From Our Own Borealis Blog

Superbugs in Space

 By Ainslie Butler and Lindsay Jolivet, Health, Medicine, and Veterinary Science Co-Editors   In mid-February, NASA launched a superbug into space. The idea was to study how methicillin-resistant Staphylococcus aureus, or MRSA, mutates in the microgravity environment of the International Space Station. Using space to predict the future of this deadly pathogen could give us […]

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What the knowledge of how trees communicate means for forest conservation

By Nature Conservancy of Canada (NCC) Staff  Japanese people are generally familiar with shinrin-yoku or forest bathing — the practice of being immersed in a forest. In Germany, the concept is referred to as Waldsehligkeit, a feeling of profound well-being that comes from being surrounded by trees. But where does this impact originate, from the […]

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Science and Society: 1867 vs 2017

By Robert Gooding-Townsend and Katrina Wong, Science in Society Co-Editors   This year we celebrate Canada’s 150th birthday. While this is a big moment in Canadian history, it is also a big moment for Canadian science. The history of Canada is so seamlessly intertwined with developments in science and technology that the two are practically […]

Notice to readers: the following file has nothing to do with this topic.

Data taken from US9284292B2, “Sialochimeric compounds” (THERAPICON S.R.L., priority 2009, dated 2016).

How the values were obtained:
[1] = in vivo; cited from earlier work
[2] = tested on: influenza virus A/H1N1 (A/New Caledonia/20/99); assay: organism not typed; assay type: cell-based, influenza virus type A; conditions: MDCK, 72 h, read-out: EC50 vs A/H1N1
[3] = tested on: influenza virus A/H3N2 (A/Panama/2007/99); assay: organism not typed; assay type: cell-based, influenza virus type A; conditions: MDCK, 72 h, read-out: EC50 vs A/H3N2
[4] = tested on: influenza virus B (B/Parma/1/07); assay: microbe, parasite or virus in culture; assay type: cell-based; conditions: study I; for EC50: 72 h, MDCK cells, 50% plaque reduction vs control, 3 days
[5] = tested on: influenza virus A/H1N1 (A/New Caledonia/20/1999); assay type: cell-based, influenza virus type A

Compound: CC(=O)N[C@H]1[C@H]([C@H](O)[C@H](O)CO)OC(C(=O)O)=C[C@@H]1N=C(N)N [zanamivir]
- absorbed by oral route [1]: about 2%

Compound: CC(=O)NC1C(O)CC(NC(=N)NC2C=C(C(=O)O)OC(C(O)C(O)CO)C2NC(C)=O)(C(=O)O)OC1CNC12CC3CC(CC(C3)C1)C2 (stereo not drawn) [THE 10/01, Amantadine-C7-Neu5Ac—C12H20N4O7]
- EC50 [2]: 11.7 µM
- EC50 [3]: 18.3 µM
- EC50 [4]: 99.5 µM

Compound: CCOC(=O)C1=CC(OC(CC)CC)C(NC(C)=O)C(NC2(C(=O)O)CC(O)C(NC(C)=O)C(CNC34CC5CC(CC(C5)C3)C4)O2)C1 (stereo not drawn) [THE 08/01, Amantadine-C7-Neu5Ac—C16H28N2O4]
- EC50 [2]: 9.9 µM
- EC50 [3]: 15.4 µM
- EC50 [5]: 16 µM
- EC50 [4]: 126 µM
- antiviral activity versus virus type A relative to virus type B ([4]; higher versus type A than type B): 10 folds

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A Tale of Two Rivers

By Kira Hoffman, General Sciences Co-editor   In December 2014, residents of Jordan River received some unwelcome news. The 103-year-old Jordan River Dam, located 7 km upstream of this tiny seaside community on southwestern Vancouver Island, had been deemed unlikely to withstand a major earthquake. Six years earlier, BC Hydro had commissioned a peer-reviewed study […]

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